Monday, June 23, 2003
Source: Globe and Mail
Canada has become a tougher place for immigrants who come here to improve their lot. Most are probably better off than they would have been had they stayed put, but relative to other Canadians, the trend of the past two decades is unmistakable: Poverty rates have risen substantially for most new immigrants.
That conclusion comes from an analysis of census data released last week by Statistics Canada. As usual, Statscan uses the term “low income” to describe the financial condition of many immigrant families, but many regard its published low-income rates as poverty rates by another name.
The growing prevalence of immigrant poverty is most obvious among the most recent arrivals — those who have been in Canada for five years or less.
In 1980, 24.6 per cent of them fell below Statscan’s low-income line, which varies according to the number of people in a family and the size of the city in which they live. A decade later, 31.3 per cent were below the line and by 2000, the proportion had climbed to 35.8 per cent.
“The increase in low-income rates was widespread among recent immigrants in all education levels, all age groups and language types and for those in all family types,” according to the study by Garnett Picot and Feng Hou.
Their research focused on recent immigrants, for whom the poverty problem is most acute, but the same trend is evident for those who have been here longer.
For those with six to 10 years in Canada, the low-income rate climbed to 28.3 per cent in 2000 from 18.7 per cent in 1980. Among those in Canada for 11 to 15 years, the rate increased to 22.7 per cent from 14.4 per cent, for those who arrived 16 to 20 years earlier, it climbed to 19.1 per cent from 14.7 per cent.
Only two groups went in the other direction. The rate for non-immigrants — those born here — fell to 14.3 per cent in 2000 from 15.1 per cent in 1990 and 17.2 per cent in 1980.
Immigrants with more than 20 years under their belts in Canada fared better. Their low-income rate was only 13.3 per cent in 2000, up from 12.6 per cent in 1990, but down from 16.7 per cent in 1980.
The shifts weren’t quite as smooth as these figures suggest. Poverty rates increased in the first half of both the 1980s and 1990s — periods of recession and slow recovery — and fell in the second half of each decade — periods of strong growth.
But in 1980, 1990 and 2000, the economy was at the top of the business cycle. So it’s obvious that the trend toward greater poverty among recent and not-so-recent immigrants was firmly entrenched and not just a reflection of economic conditions in those years. The fact that poverty rates fell for home-grown Canadians reinforces that point.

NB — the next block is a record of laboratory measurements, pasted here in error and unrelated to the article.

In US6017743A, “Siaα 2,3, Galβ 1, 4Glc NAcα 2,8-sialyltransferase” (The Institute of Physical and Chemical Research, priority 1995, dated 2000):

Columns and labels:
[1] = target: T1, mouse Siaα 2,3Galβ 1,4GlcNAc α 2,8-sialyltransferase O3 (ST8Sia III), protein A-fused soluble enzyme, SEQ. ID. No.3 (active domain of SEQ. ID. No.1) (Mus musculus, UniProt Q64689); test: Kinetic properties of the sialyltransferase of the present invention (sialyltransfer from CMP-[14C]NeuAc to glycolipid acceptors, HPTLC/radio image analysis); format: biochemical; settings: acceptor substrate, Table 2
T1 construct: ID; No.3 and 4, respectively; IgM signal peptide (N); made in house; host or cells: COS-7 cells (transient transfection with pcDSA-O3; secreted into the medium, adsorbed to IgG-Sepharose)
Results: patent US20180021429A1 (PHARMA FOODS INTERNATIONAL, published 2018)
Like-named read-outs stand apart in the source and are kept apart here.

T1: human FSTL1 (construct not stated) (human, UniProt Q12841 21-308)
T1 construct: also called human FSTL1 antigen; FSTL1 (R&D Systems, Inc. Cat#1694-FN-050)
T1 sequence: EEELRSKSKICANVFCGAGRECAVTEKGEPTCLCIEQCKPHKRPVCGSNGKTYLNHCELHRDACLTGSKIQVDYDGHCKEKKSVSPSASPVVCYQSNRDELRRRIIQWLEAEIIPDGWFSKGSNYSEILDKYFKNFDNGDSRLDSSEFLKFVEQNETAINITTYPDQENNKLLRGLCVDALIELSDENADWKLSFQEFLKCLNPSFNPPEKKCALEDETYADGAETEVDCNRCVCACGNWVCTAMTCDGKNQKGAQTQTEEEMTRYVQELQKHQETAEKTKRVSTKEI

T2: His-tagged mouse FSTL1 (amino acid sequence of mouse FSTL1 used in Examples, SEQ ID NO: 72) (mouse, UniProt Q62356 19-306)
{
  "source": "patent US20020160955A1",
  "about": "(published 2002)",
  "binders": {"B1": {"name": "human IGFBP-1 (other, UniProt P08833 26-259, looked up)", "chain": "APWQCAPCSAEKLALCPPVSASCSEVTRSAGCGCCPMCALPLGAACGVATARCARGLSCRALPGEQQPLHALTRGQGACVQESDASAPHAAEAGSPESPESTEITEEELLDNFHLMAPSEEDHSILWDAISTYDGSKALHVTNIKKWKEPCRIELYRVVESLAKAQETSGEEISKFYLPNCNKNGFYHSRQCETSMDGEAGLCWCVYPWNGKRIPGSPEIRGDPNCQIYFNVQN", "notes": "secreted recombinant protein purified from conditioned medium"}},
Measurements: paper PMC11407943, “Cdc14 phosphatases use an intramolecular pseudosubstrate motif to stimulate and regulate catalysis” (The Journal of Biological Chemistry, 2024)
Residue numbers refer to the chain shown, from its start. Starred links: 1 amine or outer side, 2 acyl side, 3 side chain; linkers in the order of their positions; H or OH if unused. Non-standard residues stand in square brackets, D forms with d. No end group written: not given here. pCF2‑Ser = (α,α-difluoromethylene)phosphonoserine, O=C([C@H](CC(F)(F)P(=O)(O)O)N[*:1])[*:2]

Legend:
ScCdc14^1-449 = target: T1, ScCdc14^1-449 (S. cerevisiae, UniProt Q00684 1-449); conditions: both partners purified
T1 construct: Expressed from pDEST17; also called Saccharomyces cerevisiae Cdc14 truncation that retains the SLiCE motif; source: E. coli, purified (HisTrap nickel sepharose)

Sorting out the reasons for rising poverty among new arrivals is a challenge, because by one key measure — education — Canada’s new immigrants should have been ideally positioned to do well.
In 1980, only 19 per cent of recent immigrants between the ages of 25 and 65 had a university degree; by 2000, 42 per cent came equipped with such credentials. This age group is the core of the labour force — people of working age, many with years of experience to accompany their educational credentials.
Yet despite Canada’s rising demand for the highly educated and despite the needs of the knowledge-based economy, the Statscan researchers said, “having a degree, no matter what the discipline, did not protect these recent immigrants from a rising probability of being in low income. The gap in low-income rates between the Canadian born and recent immigrants was highest among degree holders, particularly those with engineering and applied science degrees.”
Because the analysts examined family incomes — not those of the primary wage earner — they couldn’t tell if these people were working in the fields for which they were trained or not. Neither did they have enough information to determine if outright discrimination played a role in rising poverty rates.
Immigrants may also have been affected as much as anyone else by the same broad decline in earnings that all young workers faced over the past 20 years.
Here, Mr. Picot and Mr. Hou advance one possible explanation that relies on the simplest of economic concepts — supply and demand.
Yes, “the demand for highly educated people increased rapidly in Canada” over the past two decades, but “so too did the supply” of Canadian-born workers with advanced degrees.
No matter how highly educated they were, immigrants were up against some stiff competition for jobs when they arrived. That couldn’t have helped.